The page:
LOS ANGELES — With October as Filipino-American History Month, Fil-Am communities across the United States have marked the past four weeks with various celebrations.
Considered the home of the largest concentration of Filipinos outside of the Philippines, the greater LA area hosted several events this month, from a festival highlighting Filipino food to a speaker panel of Fil-Am personalities inside City Hall.
Together with the LA-Makati Sister City, the Philippine Consulate hosted a reception with Mayor Eric Garcetti on Friday, October 26, marking the first time any sitting LA mayor has stepped foot inside the Consulate.
“To be the first mayor in the Consulate, this is a moment of history and I’m so honored…to be a part of writing this history,” Garcetti said.
Over 600,000 Filipinos are said to be living in the greater LA area, as of the last Census.
“I look at Los Angeles not just as a diverse city…I often say, this is a very Filipino city. To know Los Angeles, you have to know Filipino culture,” Garcetti remarked.
LA-Makati Sister City President Abraham Lim said that the organization hosted the event to “represent the Filipino American community in recognizing and thanking [Garcetti] for his efforts in the founding of Historic Filipinotown.”
When he was still a city councilmember in 2002, Garcetti pushed for the creation of Historic Filipinotown. In his remarks, he shared the process that it took for the neighborhood to become the first official geographic designation honoring Filipinos in the U.S. — that meant unifying the local Fil-Am community.
“[Historic Filipinotown] is still there and will be there for centuries to come because of Mayor Garcetti,” state Assemblymember Rob Bonta (D-Alameda) said. “It is important…to not be erased from history, to give our voice. We will always remember where our families took root and built a new beginning.”
Other Fil-Am elected officials and leaders from various community organizations were in attendance, such as LA Deputy Mayor for Budget and Innovation Miguel Sangalang, Culver City Mayor Thomas Small, Sierra Madre Vice Mayor Rachelle Arizmendi, West Covina Councilmember James Toma, and LA Board of Public Works Commissioner Joel Jacinto.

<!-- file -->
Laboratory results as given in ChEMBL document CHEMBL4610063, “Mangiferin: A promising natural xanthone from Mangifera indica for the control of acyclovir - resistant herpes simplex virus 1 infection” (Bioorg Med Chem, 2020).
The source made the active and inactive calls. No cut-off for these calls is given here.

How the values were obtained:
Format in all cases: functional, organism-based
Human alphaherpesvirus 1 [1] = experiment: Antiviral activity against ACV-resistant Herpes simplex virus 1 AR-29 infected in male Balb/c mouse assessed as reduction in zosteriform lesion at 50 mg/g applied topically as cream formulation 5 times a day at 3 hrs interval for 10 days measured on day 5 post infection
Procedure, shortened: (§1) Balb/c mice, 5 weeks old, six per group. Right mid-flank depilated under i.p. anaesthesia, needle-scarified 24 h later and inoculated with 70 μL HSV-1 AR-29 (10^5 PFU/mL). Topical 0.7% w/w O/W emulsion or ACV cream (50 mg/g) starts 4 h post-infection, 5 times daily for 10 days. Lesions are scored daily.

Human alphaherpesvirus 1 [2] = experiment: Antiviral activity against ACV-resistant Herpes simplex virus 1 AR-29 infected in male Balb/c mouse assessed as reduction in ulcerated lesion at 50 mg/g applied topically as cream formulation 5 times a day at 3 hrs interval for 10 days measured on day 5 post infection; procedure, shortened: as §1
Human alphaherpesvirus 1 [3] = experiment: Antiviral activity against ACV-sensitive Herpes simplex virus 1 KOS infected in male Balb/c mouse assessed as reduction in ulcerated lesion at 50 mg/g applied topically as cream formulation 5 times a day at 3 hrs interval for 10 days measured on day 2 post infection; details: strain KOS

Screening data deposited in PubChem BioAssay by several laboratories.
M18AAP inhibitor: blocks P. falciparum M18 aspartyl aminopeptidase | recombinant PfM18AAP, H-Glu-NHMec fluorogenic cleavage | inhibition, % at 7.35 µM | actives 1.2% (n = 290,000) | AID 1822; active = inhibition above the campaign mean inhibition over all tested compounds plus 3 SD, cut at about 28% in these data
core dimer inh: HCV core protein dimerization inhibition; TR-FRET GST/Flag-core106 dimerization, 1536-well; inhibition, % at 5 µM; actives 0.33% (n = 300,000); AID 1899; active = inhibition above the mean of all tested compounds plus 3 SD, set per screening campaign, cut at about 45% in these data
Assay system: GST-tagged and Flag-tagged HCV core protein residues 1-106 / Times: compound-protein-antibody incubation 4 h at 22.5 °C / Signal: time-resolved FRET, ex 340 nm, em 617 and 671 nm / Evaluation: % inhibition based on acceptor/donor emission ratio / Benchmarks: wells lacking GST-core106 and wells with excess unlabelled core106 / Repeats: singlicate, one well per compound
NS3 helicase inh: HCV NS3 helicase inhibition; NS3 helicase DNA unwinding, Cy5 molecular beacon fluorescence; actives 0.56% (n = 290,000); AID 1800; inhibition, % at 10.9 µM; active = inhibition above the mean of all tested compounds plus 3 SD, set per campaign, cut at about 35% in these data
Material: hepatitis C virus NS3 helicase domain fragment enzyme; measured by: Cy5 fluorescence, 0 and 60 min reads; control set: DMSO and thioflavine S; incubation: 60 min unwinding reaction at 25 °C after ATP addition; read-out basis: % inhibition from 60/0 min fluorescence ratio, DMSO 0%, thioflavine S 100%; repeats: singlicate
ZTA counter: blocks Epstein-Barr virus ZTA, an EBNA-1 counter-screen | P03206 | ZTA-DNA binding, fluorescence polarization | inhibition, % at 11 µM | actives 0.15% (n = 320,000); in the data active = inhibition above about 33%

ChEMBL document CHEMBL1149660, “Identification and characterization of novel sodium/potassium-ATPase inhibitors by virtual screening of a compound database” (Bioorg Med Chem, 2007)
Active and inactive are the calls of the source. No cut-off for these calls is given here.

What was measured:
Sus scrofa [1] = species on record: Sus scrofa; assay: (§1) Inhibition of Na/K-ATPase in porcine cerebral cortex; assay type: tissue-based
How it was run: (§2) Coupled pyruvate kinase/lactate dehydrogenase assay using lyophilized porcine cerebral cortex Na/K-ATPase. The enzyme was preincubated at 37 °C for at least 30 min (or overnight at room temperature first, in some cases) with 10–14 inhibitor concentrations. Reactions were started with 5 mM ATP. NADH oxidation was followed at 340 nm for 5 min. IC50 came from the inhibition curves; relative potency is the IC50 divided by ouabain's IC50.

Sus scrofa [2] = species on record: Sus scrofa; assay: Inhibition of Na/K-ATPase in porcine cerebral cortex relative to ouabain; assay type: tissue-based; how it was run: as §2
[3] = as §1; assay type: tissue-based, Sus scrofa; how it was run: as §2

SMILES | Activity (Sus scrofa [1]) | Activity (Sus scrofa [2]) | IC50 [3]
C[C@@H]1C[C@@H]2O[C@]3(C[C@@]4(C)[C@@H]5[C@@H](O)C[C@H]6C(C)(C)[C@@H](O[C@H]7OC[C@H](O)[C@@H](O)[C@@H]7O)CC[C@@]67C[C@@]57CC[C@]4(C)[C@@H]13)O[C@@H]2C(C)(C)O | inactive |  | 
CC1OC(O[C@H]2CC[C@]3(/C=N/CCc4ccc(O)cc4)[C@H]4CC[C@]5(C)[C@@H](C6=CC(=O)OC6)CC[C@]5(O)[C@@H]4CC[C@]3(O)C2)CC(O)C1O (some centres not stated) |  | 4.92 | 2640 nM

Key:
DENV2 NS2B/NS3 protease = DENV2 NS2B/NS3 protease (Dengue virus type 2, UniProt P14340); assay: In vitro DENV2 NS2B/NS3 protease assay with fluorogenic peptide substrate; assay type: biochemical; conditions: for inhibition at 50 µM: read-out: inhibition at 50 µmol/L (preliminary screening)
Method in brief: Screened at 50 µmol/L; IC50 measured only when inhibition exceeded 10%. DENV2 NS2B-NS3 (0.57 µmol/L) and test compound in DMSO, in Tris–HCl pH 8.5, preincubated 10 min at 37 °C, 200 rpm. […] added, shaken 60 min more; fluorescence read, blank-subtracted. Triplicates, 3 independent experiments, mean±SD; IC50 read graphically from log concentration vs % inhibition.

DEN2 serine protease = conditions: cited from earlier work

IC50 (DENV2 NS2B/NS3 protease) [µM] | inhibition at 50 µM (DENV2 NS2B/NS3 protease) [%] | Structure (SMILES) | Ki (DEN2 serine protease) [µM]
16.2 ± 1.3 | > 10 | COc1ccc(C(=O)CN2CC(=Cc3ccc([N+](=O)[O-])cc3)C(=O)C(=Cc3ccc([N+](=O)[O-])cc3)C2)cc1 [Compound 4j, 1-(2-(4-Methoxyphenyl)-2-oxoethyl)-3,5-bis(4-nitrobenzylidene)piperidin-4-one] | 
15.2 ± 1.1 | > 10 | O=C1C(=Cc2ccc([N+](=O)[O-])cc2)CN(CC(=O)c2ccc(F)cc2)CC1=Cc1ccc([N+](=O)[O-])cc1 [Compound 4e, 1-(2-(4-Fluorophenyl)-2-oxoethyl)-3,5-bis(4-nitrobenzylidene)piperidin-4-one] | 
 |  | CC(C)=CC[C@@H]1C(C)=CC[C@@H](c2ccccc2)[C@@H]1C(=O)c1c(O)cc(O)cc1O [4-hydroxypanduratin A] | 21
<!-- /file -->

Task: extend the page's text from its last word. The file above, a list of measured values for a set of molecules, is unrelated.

Noting that Makati has been LA’s sister city since 1992, Garcetti said he hopes to visit the Philippine city one day.
“It’s time for us to see if a mayor from Los Angeles might actually come out and visit Makati City. It is on my shortlist,” the mayor added.
Fil-Ams who work in City Hall, as well as the community’s contributions to the city, were also mentioned.
“I was joking that the two most important things of any elected official’s life [are] time and money and so my director of scheduling is a…Filipina American as is the deputy mayor who oversees the entire budget for the city of Los Angeles. I think both may be the first Filipino Americans to hold those positions. I feel so lucky to work alongside them…We want to make sure the Filipino-American perspective is everywhere,” Garcetti said.
But beyond the connection to the Fil-Am community as an elected official, Garcetti shared his personal ties to the Philippines.
His grandfather Salvador Garcetti — “a dreamer before they had that term” — fought in in the Philippines during World War II and received a pathway to American citizenship.
After the program, the mayor greeted attendees and was given special mementos, including framed Philippine woven fabrics and Filipino pastries.
“The reason why the Philippines is more than just the friendships…it’s because I wouldn’t be here without the Philippines,” Garcetti said.